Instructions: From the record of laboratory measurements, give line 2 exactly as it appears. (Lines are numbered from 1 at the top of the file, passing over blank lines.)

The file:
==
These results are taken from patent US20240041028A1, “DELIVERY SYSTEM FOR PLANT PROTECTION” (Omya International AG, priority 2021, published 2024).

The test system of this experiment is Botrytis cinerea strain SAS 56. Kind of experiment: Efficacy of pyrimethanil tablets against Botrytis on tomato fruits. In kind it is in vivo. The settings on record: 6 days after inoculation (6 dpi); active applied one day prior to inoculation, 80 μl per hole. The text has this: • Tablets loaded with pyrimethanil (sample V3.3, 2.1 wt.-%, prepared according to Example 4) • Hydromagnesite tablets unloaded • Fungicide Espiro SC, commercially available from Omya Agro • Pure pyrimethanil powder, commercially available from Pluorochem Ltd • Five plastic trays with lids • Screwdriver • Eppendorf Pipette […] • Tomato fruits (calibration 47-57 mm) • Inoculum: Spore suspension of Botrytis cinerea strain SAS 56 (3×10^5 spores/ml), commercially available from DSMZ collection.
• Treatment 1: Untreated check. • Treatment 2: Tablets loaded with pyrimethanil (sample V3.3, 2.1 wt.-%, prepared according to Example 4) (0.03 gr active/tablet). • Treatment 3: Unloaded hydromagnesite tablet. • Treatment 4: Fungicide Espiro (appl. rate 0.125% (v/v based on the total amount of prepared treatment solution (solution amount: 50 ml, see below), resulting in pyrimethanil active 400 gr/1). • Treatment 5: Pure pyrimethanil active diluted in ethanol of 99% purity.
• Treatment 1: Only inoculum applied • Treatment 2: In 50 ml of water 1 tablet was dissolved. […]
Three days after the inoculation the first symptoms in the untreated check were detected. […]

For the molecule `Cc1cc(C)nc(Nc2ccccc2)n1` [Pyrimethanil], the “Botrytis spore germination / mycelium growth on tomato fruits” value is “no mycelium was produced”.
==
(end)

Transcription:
The test system of this experiment is Botrytis cinerea strain SAS 56. Kind of experiment: Efficacy of pyrimethanil tablets against Botrytis on tomato fruits. In kind it is in vivo. The settings on record: 6 days after inoculation (6 dpi); active applied one day prior to inoculation, 80 μl per hole. The text has this: • Tablets loaded with pyrimethanil (sample V3.3, 2.1 wt.-%, prepared according to Example 4) • Hydromagnesite tablets unloaded • Fungicide Espiro SC, commercially available from Omya Agro • Pure pyrimethanil powder, commercially available from Pluorochem Ltd • Five plastic trays with lids • Screwdriver • Eppendorf Pipette […] • Tomato fruits (calibration 47-57 mm) • Inoculum: Spore suspension of Botrytis cinerea strain SAS 56 (3×10^5 spores/ml), commercially available from DSMZ collection.